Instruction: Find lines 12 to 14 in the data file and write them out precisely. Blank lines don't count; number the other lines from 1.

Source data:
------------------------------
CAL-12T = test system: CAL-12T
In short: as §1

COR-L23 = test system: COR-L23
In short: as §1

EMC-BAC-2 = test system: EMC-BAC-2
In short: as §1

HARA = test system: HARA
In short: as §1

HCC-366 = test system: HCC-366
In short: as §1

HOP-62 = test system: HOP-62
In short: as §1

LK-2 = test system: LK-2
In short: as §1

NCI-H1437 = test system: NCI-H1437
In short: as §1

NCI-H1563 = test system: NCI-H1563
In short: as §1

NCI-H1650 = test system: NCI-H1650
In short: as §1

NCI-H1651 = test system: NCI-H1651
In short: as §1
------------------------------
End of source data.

In short: as §1

LK-2 = test system: LK-2
In short: as §1